Richard Wrangham, a professor at Harvard University and author of Catching Fire, studies the role of cooking in human evolution.
"It's a whole lot easier to make your kitchen work for you than against you," says Brian Wansink, the John S. Dyson Professor of Marketing and director of the Cornell University Food and Brand Lab.
What do the fermented meat condiments of fifth-century China and the foam, scents and smoke used in molecular gastronomy today have in common? They are all sauces. Maryann Tebben, head of the Center for Food Studies at Bard College at Simon's Rock and author of Sauces, explains.
Carolina Ground is a mill producing locally grown and ground bread flour, pastry flour and rye flour. It is the brainchild of founder and general manager Jennifer Lapidus, who was concerned about food security and drawn by the idea of closing the gap between farmer and baker.
Greg Engert, beer director for the Neighborhood Restaurant Group in Washington, D.C., explains how how lambic beer is produced.
If you have tried a Belgian lambic beer, then you have tasted the results of spontaneous fermentation. The beer is exposed to naturally occurring yeast and bacteria in the open air, and matured in oak barrels for months or years.
Like the radish, radish leaves are best eaten young and in great shape.
Jackson Pollock was famous for creating abstract paint-splattered canvases, but he had a domestic side as well.
Instead of conventional refined white sugar, Shauna Sever, author of Real Sweet, bakes with everything from muscovado sugar to maple syrup.
The picnics Jen Stevenson attends are more elaborate than just a blanket and a basket of food. Stevenson's picnics involve pre-bottled cocktails, dishes assembled al fresco and dessert displays on wheels. She is co-author of The Picnic and a member of The Portland Picnic Society.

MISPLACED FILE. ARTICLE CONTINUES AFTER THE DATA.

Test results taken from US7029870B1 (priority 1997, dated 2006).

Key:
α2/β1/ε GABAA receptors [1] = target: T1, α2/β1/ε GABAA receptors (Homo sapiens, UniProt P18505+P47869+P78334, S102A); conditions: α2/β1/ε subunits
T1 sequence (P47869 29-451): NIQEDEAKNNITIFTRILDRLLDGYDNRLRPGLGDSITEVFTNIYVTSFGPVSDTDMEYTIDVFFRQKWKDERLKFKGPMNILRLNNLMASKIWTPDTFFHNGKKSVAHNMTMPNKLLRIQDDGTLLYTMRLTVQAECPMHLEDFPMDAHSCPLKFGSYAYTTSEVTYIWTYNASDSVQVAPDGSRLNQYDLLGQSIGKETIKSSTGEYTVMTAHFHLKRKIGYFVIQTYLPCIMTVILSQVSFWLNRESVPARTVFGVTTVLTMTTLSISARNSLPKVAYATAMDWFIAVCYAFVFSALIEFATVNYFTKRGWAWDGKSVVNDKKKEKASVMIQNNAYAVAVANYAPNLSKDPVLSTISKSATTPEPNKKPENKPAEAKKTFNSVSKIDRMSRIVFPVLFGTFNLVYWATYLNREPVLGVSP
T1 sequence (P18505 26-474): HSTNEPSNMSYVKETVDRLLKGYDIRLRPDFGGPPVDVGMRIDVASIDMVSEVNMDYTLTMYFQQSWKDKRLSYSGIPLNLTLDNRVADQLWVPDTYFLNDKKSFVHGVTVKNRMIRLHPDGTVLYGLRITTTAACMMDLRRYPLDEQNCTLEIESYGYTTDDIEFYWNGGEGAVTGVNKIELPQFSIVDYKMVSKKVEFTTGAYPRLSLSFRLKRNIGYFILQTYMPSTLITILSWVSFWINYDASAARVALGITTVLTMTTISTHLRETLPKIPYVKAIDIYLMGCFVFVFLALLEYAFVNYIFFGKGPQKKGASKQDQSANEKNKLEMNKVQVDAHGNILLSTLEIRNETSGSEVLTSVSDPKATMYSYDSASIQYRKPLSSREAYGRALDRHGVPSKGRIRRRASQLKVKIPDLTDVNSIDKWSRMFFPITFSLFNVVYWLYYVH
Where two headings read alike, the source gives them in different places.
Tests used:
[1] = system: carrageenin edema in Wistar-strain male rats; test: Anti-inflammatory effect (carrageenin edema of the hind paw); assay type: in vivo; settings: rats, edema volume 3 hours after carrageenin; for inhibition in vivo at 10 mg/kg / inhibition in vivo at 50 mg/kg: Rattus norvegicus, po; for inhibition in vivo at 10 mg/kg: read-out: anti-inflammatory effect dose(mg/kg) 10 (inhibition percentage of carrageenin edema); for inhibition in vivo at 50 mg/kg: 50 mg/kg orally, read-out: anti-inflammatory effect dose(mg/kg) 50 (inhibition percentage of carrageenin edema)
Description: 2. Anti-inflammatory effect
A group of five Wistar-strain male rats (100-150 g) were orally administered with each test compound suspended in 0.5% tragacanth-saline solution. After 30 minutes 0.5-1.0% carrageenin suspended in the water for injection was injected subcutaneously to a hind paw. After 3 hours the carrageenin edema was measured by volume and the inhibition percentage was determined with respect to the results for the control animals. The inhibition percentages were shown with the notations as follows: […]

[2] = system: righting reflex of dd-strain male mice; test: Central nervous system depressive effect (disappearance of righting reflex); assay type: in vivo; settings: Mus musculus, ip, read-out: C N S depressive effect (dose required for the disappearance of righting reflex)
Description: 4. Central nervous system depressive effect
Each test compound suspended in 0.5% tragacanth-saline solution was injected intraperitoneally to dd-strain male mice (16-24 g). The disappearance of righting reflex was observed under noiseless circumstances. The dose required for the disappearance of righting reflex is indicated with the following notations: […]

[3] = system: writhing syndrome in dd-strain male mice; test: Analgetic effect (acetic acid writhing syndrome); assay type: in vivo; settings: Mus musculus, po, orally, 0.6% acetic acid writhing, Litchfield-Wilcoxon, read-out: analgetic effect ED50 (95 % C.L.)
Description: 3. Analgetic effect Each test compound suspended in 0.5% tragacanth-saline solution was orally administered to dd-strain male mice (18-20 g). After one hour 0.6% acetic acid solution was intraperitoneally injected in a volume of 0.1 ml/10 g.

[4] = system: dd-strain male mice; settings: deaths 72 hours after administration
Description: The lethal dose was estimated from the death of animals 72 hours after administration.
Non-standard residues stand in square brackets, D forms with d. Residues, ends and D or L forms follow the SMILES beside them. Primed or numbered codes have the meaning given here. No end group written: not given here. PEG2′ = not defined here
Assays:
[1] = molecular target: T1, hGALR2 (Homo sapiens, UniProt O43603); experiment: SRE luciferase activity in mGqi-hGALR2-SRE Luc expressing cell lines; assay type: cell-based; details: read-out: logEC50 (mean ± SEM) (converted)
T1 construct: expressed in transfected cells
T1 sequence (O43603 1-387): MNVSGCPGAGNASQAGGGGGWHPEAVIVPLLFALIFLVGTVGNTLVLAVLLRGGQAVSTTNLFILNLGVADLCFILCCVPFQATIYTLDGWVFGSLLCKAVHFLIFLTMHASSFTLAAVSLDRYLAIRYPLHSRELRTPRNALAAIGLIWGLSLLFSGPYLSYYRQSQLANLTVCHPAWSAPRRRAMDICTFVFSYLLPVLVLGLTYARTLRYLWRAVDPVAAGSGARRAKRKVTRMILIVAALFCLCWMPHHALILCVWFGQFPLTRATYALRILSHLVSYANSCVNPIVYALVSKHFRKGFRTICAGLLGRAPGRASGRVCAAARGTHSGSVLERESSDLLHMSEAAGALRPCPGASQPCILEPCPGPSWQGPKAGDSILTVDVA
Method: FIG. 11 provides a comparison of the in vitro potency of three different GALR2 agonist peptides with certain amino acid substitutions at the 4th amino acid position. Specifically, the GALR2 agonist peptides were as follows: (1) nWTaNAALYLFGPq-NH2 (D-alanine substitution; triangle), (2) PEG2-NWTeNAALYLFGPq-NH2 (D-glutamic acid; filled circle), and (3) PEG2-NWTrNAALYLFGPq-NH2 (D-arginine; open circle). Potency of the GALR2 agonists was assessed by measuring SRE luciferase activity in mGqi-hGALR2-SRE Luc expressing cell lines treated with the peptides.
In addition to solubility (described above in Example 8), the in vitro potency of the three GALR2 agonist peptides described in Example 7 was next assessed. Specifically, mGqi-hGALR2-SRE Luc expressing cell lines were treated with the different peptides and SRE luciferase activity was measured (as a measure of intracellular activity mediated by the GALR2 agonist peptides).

While doing research for his book Pig Tales, author Barry Estabrook visited a farmer in Iowa who raised 150,000 pigs a year. What he saw at this factory farm -- which is the way 97 percent of pigs in the U.S. are raised -- is a far cry from Old MacDonald's.
This month, we're giving away a commercial-strength juicer from Champion. Its 1/3-horsepower motor and stainless steel blades can make juices, sauces, baby foods, nut butters, ice cream, sherbets and fruit smoothies. It retails for $295.
For the Netflix series Chef's Table, filmmaker David Gelb followed six chefs from around the world. The chefs have "courage, relentlessness and a purity of vision that they refuse to compromise," Gelb says.
No matter what time of year it is, Elizabeth Millard always has fresh vegetables. The author of Indoor Kitchen Gardening grows everything from carrots to kale inside.
In 2013 Tara Whitsitt converted a school bus into the fermentation lab and workspace Fermentation on Wheels. Since then, she has traveled more than 12,000 miles across the country teaching fermentation workshops from her bus.
One of the easiest plants to grow inside are pea shoots, which are really just the first stage of growth of the pea plant.
Diana Henry, author of A Bird in the Hand, shares four ideas for cooking chicken. "People say, 'It's a bland food,' but I prefer to think of it as an accessible food that will take on lots of flavors," she says.
Maureen Abood, author of Rose Water and Orange Blossoms, shares seven foods that are Lebanese. One of those is kibbeh, which is specially ground beef or lamb that can "be shaped, stuffed, fried, poached, baked or eaten raw," she says.
Neil Kelley, a research fellow at the Smithsonian, explains what we can learn about animals' diets from studying their skull and teeth.
Jeremy Nolen, co-author of New German Cooking with Jessica Nolen, says German food has "a lot more vegetables and lighter, cleaner flavors" than most Americans realize.
Rumi Spice is a company that sources saffron directly from farmers in Afghanistan.
James Wannerton has a neurological condition called "lexical-gustatory synesthesia" that allows him to taste sound. To better explain his condition he mapped out the entire London Underground with stations and their corresponding flavors.
Sheet pans are an underrated kitchen tool that can be used to cook everything from appetizers to dessert -- with minimal cleanup. "[Sheet pans are] wonderful for their simple and relatively hands-off approach," says Molly Gilbert, author of Sheet Pan Suppers.
"To me, the egg is kind of the perfect food," chef Andy Ricker says. "You don't have to do much to it; it's very versatile. You can make it into a lot of different shapes and textures." We couldn’t agree more.
The Splendid Table is celebrating 20 years on the air by helping better equip listeners' kitchens. This month, we're giving away enameled cast-iron cookware from Staub.